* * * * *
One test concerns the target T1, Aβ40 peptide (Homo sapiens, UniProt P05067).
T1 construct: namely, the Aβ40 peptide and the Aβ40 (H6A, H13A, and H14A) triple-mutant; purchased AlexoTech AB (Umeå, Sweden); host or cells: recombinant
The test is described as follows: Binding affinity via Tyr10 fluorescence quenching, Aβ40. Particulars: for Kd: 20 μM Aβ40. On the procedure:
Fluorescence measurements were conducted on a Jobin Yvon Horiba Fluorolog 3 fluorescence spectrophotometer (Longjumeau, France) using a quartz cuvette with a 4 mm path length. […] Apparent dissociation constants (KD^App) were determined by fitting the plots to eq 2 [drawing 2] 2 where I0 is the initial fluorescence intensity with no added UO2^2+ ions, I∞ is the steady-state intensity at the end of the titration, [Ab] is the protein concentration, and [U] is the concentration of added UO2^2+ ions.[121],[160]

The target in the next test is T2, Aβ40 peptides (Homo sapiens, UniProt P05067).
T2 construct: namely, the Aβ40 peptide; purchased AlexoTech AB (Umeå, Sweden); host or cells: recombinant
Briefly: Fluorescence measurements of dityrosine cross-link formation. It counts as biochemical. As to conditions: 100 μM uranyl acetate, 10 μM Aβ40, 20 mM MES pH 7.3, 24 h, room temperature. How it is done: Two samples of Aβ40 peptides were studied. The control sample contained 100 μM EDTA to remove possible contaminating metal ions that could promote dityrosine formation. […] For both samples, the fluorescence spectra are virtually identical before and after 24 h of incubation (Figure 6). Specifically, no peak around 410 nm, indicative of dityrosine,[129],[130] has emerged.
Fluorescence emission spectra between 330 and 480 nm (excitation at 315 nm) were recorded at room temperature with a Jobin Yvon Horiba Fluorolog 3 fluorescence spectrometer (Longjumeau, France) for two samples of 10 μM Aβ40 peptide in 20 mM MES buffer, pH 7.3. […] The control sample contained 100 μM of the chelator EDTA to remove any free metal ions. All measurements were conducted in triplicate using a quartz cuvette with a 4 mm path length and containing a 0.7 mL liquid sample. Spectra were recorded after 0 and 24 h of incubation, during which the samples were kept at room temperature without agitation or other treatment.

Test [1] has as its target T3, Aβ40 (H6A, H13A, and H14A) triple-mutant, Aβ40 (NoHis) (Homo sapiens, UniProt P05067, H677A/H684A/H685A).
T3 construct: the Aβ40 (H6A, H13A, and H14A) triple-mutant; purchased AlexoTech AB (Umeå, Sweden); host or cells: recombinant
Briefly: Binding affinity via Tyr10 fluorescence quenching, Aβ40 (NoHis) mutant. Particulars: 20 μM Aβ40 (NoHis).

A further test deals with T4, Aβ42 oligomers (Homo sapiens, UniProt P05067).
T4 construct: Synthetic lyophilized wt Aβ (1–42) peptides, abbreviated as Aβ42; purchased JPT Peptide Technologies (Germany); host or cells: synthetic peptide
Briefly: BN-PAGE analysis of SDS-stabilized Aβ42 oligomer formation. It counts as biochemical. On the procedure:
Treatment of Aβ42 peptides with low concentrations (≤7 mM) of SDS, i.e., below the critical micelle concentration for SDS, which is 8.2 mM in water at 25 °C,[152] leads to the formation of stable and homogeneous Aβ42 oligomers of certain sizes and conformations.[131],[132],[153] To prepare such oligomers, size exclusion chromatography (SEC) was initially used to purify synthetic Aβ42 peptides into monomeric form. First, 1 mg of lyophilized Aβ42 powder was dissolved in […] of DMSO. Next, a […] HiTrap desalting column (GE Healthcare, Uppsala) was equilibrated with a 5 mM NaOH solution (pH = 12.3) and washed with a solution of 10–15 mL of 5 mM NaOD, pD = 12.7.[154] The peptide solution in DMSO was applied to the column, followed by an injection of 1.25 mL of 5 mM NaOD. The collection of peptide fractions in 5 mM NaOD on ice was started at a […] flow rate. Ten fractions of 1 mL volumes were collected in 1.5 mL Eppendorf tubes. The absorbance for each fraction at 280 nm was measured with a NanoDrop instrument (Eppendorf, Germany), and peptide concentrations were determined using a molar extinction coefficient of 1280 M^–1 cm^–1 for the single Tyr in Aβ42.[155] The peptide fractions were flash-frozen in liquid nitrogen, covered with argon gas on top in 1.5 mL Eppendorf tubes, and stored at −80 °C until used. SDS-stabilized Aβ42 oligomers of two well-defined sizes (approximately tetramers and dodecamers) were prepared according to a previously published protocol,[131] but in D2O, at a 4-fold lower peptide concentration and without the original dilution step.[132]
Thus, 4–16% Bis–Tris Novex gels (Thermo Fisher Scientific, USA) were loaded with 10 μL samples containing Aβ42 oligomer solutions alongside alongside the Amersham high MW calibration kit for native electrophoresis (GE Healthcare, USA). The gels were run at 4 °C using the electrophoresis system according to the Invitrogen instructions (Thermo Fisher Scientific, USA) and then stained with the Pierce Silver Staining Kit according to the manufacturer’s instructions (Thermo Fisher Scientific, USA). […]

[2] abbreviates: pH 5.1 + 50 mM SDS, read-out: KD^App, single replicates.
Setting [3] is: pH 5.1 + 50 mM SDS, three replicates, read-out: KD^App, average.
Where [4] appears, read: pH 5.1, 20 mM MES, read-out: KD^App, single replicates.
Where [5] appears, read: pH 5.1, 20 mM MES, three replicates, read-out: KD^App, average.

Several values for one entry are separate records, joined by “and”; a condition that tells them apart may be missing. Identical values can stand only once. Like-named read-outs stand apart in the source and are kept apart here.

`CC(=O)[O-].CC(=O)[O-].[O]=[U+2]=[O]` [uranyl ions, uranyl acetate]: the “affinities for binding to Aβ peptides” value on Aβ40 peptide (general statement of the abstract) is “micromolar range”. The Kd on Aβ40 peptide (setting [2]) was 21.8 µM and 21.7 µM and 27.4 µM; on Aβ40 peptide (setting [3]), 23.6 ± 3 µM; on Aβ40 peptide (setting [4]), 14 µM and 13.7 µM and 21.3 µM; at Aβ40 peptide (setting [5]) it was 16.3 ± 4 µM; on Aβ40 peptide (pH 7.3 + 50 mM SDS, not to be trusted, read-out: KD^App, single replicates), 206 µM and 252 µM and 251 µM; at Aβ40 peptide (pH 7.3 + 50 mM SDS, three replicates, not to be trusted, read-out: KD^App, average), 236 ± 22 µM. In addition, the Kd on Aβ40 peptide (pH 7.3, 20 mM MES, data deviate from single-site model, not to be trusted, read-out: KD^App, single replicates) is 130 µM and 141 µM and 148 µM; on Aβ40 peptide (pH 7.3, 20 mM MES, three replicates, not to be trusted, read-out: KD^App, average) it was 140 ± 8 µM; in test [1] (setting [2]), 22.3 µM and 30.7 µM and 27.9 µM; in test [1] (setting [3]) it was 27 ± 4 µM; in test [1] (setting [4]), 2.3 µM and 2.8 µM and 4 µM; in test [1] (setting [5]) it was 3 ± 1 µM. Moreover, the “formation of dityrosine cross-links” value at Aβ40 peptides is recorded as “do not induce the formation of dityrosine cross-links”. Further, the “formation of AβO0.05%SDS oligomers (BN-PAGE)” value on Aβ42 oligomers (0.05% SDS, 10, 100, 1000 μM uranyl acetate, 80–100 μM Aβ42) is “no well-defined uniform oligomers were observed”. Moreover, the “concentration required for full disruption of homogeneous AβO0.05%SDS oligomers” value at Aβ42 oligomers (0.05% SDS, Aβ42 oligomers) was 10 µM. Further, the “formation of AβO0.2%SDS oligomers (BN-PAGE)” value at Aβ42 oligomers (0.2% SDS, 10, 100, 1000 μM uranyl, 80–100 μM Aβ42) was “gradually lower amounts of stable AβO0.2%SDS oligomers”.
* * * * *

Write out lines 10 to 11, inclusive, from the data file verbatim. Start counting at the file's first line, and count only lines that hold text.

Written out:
T3 construct: the Aβ40 (H6A, H13A, and H14A) triple-mutant; purchased AlexoTech AB (Umeå, Sweden); host or cells: recombinant
Briefly: Binding affinity via Tyr10 fluorescence quenching, Aβ40 (NoHis) mutant. Particulars: 20 μM Aβ40 (NoHis).